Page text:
If you’ve been following my rather tumultuous experience being an “undercover” atheist taking Apologetics 101, then you’ll know it’s been a rough ride. My professor tends to teach his opinions as facts, make up completely unfounded statistics, and give a lot of plain wrong or illogical information. You know, something like this:
Hello and welcome to this week’s installment of The World’s Worst and Most Useless Class! If you’ve been following along in my Apologetics 101 series (here and here), then you’ll know that I signed up for this class to learn a thing or two about Christian apologetics and arguments for God that I could expect a Christian to use against me. You’ll also know that I’ve learned neither of these things. Actually, I’ve learned nothing. Read more
Last semester, I signed up to take Apologetics 101 in the hopes that I might learn something and that it would challenge me at least a little to think about arguments for Christianity so that I could better refute them. I didn’t have very high expectations, but what expectations I did have were certainly failed. The biggest problem within this class is that the teacher is a nutcase, and he doesn’t teach out of a textbook. Everything he teaches is self-proclaimed truth with no sources to back it up. This wouldn’t be so bad if it influenced only his personal beliefs, but I can’t stand when he feeds information that I know is wrong to a classroom of college students. I often feel that even as an atheist, I could teach Christian apologetics better than he could! Read more
If you follow me on Twitter, you might recall a few times that I’ve mentioned that I’d be taking an apologetics class at college this semester. I signed up purely out of curiosity, and for the sake of learning both sides of an argument. Well, classes started this past week, and the time has come for me to share what it’s like to be an undercover atheist taking Apologetics 101 at a Christian college.
I’ve talked a lot about my deconversion story and how my Christian college turned be from being religiously apathetic to a full blown atheist. I’ve talked about a philosophy class that made me consider my naturalistic worldview and start reading about the topic, but constantly slipping my mind has been the story of how I became a weak atheist before stepping foot in that classroom.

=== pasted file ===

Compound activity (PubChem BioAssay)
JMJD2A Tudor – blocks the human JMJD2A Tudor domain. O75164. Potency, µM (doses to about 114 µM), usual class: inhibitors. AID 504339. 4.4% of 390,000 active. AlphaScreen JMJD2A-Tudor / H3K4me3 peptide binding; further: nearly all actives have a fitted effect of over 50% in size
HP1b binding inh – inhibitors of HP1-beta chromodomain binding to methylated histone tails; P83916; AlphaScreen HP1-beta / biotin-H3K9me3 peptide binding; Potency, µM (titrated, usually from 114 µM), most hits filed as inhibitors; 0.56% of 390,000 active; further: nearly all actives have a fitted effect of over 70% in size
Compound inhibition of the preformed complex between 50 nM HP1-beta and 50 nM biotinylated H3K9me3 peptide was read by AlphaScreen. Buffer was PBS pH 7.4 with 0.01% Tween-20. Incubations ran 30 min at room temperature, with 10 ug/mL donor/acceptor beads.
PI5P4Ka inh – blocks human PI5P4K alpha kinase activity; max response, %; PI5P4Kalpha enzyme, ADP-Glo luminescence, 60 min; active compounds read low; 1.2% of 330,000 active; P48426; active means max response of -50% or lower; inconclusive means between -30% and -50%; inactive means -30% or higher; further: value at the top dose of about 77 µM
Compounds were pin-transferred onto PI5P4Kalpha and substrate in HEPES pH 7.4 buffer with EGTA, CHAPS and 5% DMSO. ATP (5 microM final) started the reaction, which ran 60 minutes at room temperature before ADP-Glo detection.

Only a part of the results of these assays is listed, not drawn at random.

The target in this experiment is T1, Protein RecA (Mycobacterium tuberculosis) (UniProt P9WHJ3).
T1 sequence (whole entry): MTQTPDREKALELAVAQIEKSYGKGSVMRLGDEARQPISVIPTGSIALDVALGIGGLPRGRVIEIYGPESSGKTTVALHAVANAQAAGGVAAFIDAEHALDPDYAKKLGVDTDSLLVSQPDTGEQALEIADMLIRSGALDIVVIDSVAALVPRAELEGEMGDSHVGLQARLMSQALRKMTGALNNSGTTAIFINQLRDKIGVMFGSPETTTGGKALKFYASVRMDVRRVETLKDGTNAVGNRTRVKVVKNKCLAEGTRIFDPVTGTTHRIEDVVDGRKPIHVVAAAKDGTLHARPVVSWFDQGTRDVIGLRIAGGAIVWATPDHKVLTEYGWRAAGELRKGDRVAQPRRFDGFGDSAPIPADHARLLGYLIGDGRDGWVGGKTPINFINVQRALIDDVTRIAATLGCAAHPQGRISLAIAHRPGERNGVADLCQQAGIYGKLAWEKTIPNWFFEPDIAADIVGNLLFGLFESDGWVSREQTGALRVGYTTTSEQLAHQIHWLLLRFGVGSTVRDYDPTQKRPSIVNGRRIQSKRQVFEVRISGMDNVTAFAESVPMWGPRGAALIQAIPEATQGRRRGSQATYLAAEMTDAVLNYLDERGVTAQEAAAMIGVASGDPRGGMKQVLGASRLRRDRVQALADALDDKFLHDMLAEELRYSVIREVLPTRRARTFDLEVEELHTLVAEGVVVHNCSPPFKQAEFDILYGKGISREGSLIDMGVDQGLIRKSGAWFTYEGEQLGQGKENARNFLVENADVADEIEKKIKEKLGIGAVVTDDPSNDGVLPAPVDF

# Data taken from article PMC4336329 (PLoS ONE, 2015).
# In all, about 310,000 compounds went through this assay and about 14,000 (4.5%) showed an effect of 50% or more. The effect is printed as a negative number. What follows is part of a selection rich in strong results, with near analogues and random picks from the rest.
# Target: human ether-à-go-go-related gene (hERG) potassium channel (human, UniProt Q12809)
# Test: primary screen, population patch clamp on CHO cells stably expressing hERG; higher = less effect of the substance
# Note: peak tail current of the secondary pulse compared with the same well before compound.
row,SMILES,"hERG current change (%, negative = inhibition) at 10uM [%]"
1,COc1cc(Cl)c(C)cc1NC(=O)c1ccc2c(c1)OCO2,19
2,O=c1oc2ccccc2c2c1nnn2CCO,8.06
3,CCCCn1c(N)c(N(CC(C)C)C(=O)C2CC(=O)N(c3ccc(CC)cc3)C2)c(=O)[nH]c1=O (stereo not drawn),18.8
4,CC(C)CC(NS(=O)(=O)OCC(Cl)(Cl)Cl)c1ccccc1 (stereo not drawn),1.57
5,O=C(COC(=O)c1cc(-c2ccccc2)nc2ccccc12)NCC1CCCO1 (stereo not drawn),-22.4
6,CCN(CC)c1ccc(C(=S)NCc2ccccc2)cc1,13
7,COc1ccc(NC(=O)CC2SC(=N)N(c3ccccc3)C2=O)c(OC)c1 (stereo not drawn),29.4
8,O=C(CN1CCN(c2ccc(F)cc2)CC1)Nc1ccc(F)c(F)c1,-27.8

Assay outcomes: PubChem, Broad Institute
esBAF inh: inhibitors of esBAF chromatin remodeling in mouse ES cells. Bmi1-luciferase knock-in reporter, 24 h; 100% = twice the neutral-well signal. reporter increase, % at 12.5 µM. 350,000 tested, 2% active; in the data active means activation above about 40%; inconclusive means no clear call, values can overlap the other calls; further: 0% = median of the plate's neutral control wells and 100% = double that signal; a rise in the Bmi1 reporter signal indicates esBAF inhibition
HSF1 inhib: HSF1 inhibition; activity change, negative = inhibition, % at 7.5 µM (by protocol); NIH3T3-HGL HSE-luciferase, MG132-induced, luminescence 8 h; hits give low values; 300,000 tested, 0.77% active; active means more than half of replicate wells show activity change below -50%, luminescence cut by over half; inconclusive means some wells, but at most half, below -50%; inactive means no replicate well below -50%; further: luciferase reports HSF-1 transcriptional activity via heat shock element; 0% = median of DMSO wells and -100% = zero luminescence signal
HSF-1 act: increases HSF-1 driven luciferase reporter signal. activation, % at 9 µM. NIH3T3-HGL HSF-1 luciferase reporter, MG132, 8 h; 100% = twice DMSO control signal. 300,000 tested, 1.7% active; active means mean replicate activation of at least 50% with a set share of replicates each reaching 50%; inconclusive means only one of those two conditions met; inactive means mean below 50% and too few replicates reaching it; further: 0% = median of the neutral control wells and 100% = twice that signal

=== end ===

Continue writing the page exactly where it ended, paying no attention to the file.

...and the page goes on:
A few months ago, some of my classmates got into a discussion about whether my college is really all that Christian. I’ve talked before about how I go to an oppressively Christian school that teaches Christian values, has mandatory chapel services, requires a letter of recommendation from a pastor for the undergrad application, and looks down on atheists and those of other beliefs. During this conversation, my Christian friends mentioned that it really wouldn’t be a big deal for a non-Christian student to attend. After all, other than attending chapel, we aren’t required to fast, read the bible, or go to bible study or church. “How bad can it be?” says the Christian student attending the Christian college.
I suppose that this was bound to happen sometime. From the moment I started this blog, it has gotten harder and harder for me to keep my big secret a secret. I feel as though I’ve spoiled myself by being open about my atheism with my roommates and through writing.
When I’m home or with my family, there’s no question that it’s nowhere near the time for me to come out with them. I still rely on them, and those relationships are too vital for me to possibly ruin them. When I’m at college, it’s a different story. I’ve always been unfathomably frustrated at having a secret this huge that I can’t tell to anyone, but as time goes on, it becomes more and more difficult to keep private, for a variety of reasons. Read more
I may have only started using the term “closet atheist” recently, but I have been a non-Christian living a Christian life for about ten years. During most of my deconversion time, I told myself that never ever in a million years would I ever tell anyone that I wasn’t a Christian. If I had stayed the apathetic nonbeliever that I was in my teens, not really caring one way or another, it might not have been that hard, but the more it becomes an integral part of who you are and how you think, the harder it is to keep private.
I mentioned in my first post that my boyfriend is also an atheist. Until recently, he was the only person that I had ever told. We have been together for a little over three and a half years, and I think that I told him about a year into our relationship. It took a lot of trust because I didn’t know what his beliefs were, but the bubble that I was raised in caused me to almost assume that everyone I came across was a Christian unless they told me otherwise. Back then, I wasn’t using the word “atheist” yet, and I wasn’t too comfortable thinking or talking about it, so when I “came out” to him over the phone, it went a little like this: Read more
When I was a child, I believed in Jesus. I couldn’t wrap my head around how he worked or what he could do, but my mom told me he loved me, so I thought, cool, I love him too. Once she told me that when I got older I would see much greater things that God could do than what I could even imagine. Obviously, I’m not as impressed as she thought I would be, but I do know a lot more about God now than I did then. Read more